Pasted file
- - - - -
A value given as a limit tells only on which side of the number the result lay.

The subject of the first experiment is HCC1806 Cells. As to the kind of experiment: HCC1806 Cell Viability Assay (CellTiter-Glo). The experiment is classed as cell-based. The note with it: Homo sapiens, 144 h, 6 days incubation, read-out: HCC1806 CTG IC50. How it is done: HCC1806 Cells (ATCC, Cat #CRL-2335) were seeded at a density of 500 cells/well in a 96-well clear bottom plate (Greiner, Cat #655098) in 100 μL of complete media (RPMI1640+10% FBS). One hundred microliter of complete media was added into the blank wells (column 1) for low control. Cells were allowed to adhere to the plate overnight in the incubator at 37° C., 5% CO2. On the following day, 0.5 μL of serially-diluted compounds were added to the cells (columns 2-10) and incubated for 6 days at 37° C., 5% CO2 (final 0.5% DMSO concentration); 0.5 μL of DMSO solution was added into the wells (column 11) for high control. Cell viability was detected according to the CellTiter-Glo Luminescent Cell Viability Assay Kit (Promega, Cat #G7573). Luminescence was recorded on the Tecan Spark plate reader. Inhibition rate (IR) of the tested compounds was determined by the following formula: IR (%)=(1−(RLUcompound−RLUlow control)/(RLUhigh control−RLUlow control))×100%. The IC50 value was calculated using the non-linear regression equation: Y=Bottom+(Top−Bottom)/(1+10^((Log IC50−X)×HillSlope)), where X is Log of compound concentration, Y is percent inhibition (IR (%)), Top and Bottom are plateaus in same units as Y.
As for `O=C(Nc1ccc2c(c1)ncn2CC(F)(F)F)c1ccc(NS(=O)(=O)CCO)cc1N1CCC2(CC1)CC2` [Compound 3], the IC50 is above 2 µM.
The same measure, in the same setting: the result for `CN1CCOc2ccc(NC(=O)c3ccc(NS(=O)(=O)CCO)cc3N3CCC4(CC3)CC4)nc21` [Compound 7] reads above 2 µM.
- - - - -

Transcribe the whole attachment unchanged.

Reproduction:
A value given as a limit tells only on which side of the number the result lay.

The subject of the first experiment is HCC1806 Cells. As to the kind of experiment: HCC1806 Cell Viability Assay (CellTiter-Glo). The experiment is classed as cell-based. The note with it: Homo sapiens, 144 h, 6 days incubation, read-out: HCC1806 CTG IC50. How it is done: HCC1806 Cells (ATCC, Cat #CRL-2335) were seeded at a density of 500 cells/well in a 96-well clear bottom plate (Greiner, Cat #655098) in 100 μL of complete media (RPMI1640+10% FBS). One hundred microliter of complete media was added into the blank wells (column 1) for low control. Cells were allowed to adhere to the plate overnight in the incubator at 37° C., 5% CO2. On the following day, 0.5 μL of serially-diluted compounds were added to the cells (columns 2-10) and incubated for 6 days at 37° C., 5% CO2 (final 0.5% DMSO concentration); 0.5 μL of DMSO solution was added into the wells (column 11) for high control. Cell viability was detected according to the CellTiter-Glo Luminescent Cell Viability Assay Kit (Promega, Cat #G7573). Luminescence was recorded on the Tecan Spark plate reader. Inhibition rate (IR) of the tested compounds was determined by the following formula: IR (%)=(1−(RLUcompound−RLUlow control)/(RLUhigh control−RLUlow control))×100%. The IC50 value was calculated using the non-linear regression equation: Y=Bottom+(Top−Bottom)/(1+10^((Log IC50−X)×HillSlope)), where X is Log of compound concentration, Y is percent inhibition (IR (%)), Top and Bottom are plateaus in same units as Y.
As for `O=C(Nc1ccc2c(c1)ncn2CC(F)(F)F)c1ccc(NS(=O)(=O)CCO)cc1N1CCC2(CC1)CC2` [Compound 3], the IC50 is above 2 µM.
The same measure, in the same setting: the result for `CN1CCOc2ccc(NC(=O)c3ccc(NS(=O)(=O)CCO)cc3N3CCC4(CC3)CC4)nc21` [Compound 7] reads above 2 µM.